A special needs trust is a good option for someone that may have too much income to qualify for Medicaid. It can also be used by an injury survivor, who is receiving proceeds from a fundraiser, in order to maintain eligibility for Medicaid.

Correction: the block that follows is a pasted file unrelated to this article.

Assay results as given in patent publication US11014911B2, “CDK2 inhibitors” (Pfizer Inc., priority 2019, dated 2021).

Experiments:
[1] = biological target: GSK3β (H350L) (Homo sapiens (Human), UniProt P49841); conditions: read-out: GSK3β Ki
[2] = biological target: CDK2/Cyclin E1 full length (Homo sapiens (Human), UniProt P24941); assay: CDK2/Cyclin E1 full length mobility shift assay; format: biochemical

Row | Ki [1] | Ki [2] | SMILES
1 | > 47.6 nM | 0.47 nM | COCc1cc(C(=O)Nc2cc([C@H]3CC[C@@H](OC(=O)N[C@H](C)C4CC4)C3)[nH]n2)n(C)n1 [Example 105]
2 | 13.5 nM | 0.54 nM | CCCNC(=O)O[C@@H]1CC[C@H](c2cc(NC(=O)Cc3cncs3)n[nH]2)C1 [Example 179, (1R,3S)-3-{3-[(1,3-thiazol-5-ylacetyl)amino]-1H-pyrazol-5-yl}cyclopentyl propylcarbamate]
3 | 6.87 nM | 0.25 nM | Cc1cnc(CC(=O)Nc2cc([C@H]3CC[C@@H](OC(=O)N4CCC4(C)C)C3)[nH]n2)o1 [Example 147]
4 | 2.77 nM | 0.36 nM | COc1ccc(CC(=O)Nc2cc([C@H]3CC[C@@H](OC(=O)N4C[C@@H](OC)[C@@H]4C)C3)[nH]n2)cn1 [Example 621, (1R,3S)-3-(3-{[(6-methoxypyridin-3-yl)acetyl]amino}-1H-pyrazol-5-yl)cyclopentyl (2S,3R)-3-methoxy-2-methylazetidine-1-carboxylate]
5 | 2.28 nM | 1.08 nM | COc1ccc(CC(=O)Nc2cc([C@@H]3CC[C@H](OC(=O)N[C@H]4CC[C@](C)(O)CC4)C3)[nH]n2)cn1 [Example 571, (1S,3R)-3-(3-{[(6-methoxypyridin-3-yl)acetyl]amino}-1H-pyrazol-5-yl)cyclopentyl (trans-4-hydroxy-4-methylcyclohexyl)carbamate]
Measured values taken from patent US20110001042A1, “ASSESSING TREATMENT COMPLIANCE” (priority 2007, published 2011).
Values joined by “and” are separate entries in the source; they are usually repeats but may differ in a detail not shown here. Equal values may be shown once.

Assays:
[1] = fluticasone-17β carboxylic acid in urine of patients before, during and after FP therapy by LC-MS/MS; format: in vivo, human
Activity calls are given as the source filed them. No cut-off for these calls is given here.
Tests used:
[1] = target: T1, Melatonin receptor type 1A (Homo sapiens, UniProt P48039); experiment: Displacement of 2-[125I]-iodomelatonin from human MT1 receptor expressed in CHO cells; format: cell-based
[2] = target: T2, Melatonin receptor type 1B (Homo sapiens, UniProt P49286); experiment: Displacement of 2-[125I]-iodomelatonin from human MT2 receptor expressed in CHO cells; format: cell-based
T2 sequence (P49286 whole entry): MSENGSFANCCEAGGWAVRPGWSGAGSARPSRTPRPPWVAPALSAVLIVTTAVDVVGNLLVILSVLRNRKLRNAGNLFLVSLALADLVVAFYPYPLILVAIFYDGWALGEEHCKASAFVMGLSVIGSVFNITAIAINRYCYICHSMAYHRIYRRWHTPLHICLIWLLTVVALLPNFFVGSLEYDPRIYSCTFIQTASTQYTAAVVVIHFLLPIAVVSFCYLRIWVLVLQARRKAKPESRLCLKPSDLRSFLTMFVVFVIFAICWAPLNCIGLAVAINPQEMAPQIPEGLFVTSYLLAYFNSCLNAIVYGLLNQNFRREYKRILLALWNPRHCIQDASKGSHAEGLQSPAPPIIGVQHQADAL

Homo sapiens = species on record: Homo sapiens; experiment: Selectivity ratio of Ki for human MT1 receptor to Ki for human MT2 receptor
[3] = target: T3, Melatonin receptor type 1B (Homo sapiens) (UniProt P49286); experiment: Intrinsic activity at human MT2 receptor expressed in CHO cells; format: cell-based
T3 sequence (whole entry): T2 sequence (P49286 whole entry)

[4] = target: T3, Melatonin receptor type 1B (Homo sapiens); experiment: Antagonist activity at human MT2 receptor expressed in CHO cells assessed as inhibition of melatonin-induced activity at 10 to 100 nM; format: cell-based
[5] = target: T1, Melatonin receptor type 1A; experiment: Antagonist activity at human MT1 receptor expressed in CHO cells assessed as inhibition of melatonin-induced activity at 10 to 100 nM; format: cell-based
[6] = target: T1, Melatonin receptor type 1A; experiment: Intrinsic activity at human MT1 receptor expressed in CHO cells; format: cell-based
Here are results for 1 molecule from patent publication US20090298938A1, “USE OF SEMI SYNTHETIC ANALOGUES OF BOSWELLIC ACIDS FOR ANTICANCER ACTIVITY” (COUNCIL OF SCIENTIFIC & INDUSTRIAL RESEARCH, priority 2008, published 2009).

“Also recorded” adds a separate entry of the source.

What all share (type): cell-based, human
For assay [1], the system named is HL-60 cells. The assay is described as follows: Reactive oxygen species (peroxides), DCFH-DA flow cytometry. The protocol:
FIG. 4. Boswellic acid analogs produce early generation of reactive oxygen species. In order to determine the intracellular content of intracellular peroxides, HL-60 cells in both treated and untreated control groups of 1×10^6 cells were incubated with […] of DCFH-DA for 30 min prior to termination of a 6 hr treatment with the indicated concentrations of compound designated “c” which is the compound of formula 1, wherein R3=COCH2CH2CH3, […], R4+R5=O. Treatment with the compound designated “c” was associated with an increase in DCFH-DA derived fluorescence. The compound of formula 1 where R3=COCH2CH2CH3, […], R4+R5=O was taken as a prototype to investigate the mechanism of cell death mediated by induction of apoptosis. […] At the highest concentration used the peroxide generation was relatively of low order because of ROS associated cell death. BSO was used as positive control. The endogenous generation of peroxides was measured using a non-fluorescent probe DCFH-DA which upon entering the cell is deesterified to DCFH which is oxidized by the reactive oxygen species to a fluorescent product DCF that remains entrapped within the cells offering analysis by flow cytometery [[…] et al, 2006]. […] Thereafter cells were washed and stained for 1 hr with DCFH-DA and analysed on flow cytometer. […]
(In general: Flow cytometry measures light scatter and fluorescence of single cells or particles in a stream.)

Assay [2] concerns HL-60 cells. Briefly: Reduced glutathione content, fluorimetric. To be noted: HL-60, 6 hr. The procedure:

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A special needs trust is a trust that can be created under federal law whose assets do not count for purposes of qualifying for Medicaid, so a person can take a sum of money or other assets, put it into that trust and still qualify for Medicaid. To be eligible for special needs trust, a person must meet the definition of disability contain within a social security disability income definition found in the federal statutes so somebody has to be disabled in order to even create a special needs trust. For example, if an injury victim recovered substantial amount of money from a person injury suit, that money could be put into the trust and that person can still qualify for Medicaid. Now a trust is simply a legal document that is drafted by a lawyer that tells a trustee who is a professional money manager on what to do with the money and how to distribute it. So the special needs trust is a legal document that tells the trustee how to make distributions to someone that has been injured but keep them eligible for public assistance Medicaid. A special needs trust is also a tool that can be used by someone who has a substantial amount of assets but may not have enough money to cover all their future medical care. So those assets can be transferred into the special needs trust and then they can gain eligibility for Medicaid by having all those assets put into the special needs trust. There are some limitations and look back periods where when somebody transfers assets into that trust, there maybe a period of time where they will not be eligible for Medicaid but it is a way to eventually get qualified for Medicaid. A special needs trust is created, there is typically three steps. One is the drafting or creating of that trust document. Second is the creation of a bank account or a trust account that will hold the assets and then third is the court approval of the creation of the trust because a special needs trust cannot be created by an injury victim themselves. It has to be created by a parent, grandparent court order. So a court order is a going to be necessary typically to create the special needs trust and once the trust is created, the moneys or assets are placed into the trust account and then the trustee will make distributions based on the drafting of the trust documents. So whatever the trust document says the money can be used for those certain things that can be used for which are typically for something to improve the victim’s quality of life. It is pretty broad but there are some limitations typically, it cannot be spent on food and shelter because SSI pays for food and shelter and so if the trust pays for food and shelter, it can reduce or eliminate the SSI payment which can cause a problem with eligibility for the Medicaid benefits. So while it is flexible, it still has limitations and one of the primary limitations that must be put on understanding is that the money and the trust can only be used for the sole benefit of the trust beneficiary, that injury victim. So they can not take money from that trust and give it to their local church who or something that is going to benefit a greater man or people but the trust asset has to be used for the special needs, supplemental needs of the injury victim.

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